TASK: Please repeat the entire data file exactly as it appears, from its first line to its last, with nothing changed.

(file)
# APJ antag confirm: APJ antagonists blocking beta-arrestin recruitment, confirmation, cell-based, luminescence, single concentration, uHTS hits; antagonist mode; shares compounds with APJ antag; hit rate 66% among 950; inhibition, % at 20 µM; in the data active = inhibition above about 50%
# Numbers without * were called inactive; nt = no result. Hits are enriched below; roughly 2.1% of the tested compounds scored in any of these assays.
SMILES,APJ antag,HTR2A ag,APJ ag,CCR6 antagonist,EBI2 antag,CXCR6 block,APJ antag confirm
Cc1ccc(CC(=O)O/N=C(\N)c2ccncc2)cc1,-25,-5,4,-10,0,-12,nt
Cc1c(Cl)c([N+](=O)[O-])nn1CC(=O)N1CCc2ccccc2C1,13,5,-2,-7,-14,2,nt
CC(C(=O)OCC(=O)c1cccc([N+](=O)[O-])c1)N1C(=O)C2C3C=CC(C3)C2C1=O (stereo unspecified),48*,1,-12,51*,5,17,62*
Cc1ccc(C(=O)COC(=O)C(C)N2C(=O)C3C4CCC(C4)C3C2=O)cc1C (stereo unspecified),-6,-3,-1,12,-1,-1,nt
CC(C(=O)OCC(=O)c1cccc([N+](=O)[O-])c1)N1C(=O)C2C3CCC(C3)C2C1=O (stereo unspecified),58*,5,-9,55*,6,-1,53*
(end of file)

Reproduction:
# APJ antag confirm: APJ antagonists blocking beta-arrestin recruitment, confirmation, cell-based, luminescence, single concentration, uHTS hits; antagonist mode; shares compounds with APJ antag; hit rate 66% among 950; inhibition, % at 20 µM; in the data active = inhibition above about 50%
# Numbers without * were called inactive; nt = no result. Hits are enriched below; roughly 2.1% of the tested compounds scored in any of these assays.
SMILES,APJ antag,HTR2A ag,APJ ag,CCR6 antagonist,EBI2 antag,CXCR6 block,APJ antag confirm
Cc1ccc(CC(=O)O/N=C(\N)c2ccncc2)cc1,-25,-5,4,-10,0,-12,nt
Cc1c(Cl)c([N+](=O)[O-])nn1CC(=O)N1CCc2ccccc2C1,13,5,-2,-7,-14,2,nt
CC(C(=O)OCC(=O)c1cccc([N+](=O)[O-])c1)N1C(=O)C2C3C=CC(C3)C2C1=O (stereo unspecified),48*,1,-12,51*,5,17,62*
Cc1ccc(C(=O)COC(=O)C(C)N2C(=O)C3C4CCC(C4)C3C2=O)cc1C (stereo unspecified),-6,-3,-1,12,-1,-1,nt
CC(C(=O)OCC(=O)c1cccc([N+](=O)[O-])c1)N1C(=O)C2C3CCC(C3)C2C1=O (stereo unspecified),58*,5,-9,55*,6,-1,53*